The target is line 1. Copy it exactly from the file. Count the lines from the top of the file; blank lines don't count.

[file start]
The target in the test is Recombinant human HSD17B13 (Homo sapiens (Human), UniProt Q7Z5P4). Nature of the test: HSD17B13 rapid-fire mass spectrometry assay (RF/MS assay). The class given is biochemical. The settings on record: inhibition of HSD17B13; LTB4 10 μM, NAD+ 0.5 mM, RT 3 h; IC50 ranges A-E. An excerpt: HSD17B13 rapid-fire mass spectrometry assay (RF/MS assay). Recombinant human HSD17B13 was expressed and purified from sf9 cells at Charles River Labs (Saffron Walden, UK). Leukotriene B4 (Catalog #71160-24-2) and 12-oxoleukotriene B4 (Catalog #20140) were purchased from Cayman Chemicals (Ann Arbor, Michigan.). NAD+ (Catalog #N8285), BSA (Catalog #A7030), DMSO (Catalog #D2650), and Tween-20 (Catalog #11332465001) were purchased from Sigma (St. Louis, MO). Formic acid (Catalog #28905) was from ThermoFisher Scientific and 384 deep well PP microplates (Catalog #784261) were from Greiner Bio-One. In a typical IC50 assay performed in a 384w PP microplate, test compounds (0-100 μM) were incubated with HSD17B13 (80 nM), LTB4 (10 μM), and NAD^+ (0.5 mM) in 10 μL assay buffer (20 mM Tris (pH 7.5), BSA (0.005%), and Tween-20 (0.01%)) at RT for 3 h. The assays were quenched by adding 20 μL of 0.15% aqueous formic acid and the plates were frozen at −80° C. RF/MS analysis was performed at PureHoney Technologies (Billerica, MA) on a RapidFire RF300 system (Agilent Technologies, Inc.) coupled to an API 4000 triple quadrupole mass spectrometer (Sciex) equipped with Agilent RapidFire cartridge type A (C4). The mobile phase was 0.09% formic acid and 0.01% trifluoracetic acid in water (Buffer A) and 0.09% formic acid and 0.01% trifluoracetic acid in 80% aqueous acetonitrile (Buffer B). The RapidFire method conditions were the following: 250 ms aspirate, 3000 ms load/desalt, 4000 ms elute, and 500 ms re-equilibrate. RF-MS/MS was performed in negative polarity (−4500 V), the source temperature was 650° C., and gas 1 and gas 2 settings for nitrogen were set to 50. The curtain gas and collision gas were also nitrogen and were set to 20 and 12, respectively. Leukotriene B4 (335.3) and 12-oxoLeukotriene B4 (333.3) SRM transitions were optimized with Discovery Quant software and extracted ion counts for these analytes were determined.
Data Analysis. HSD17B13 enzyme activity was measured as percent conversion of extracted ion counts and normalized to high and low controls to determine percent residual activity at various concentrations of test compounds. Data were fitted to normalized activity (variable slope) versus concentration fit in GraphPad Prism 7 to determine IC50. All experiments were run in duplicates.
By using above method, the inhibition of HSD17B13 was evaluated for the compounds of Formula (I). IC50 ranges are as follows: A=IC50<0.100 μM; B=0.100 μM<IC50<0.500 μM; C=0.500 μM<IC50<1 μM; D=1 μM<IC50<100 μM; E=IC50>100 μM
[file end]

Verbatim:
The target in the test is Recombinant human HSD17B13 (Homo sapiens (Human), UniProt Q7Z5P4). Nature of the test: HSD17B13 rapid-fire mass spectrometry assay (RF/MS assay). The class given is biochemical. The settings on record: inhibition of HSD17B13; LTB4 10 μM, NAD+ 0.5 mM, RT 3 h; IC50 ranges A-E. An excerpt: HSD17B13 rapid-fire mass spectrometry assay (RF/MS assay). Recombinant human HSD17B13 was expressed and purified from sf9 cells at Charles River Labs (Saffron Walden, UK). Leukotriene B4 (Catalog #71160-24-2) and 12-oxoleukotriene B4 (Catalog #20140) were purchased from Cayman Chemicals (Ann Arbor, Michigan.). NAD+ (Catalog #N8285), BSA (Catalog #A7030), DMSO (Catalog #D2650), and Tween-20 (Catalog #11332465001) were purchased from Sigma (St. Louis, MO). Formic acid (Catalog #28905) was from ThermoFisher Scientific and 384 deep well PP microplates (Catalog #784261) were from Greiner Bio-One. In a typical IC50 assay performed in a 384w PP microplate, test compounds (0-100 μM) were incubated with HSD17B13 (80 nM), LTB4 (10 μM), and NAD^+ (0.5 mM) in 10 μL assay buffer (20 mM Tris (pH 7.5), BSA (0.005%), and Tween-20 (0.01%)) at RT for 3 h. The assays were quenched by adding 20 μL of 0.15% aqueous formic acid and the plates were frozen at −80° C. RF/MS analysis was performed at PureHoney Technologies (Billerica, MA) on a RapidFire RF300 system (Agilent Technologies, Inc.) coupled to an API 4000 triple quadrupole mass spectrometer (Sciex) equipped with Agilent RapidFire cartridge type A (C4). The mobile phase was 0.09% formic acid and 0.01% trifluoracetic acid in water (Buffer A) and 0.09% formic acid and 0.01% trifluoracetic acid in 80% aqueous acetonitrile (Buffer B). The RapidFire method conditions were the following: 250 ms aspirate, 3000 ms load/desalt, 4000 ms elute, and 500 ms re-equilibrate. RF-MS/MS was performed in negative polarity (−4500 V), the source temperature was 650° C., and gas 1 and gas 2 settings for nitrogen were set to 50. The curtain gas and collision gas were also nitrogen and were set to 20 and 12, respectively. Leukotriene B4 (335.3) and 12-oxoLeukotriene B4 (333.3) SRM transitions were optimized with Discovery Quant software and extracted ion counts for these analytes were determined.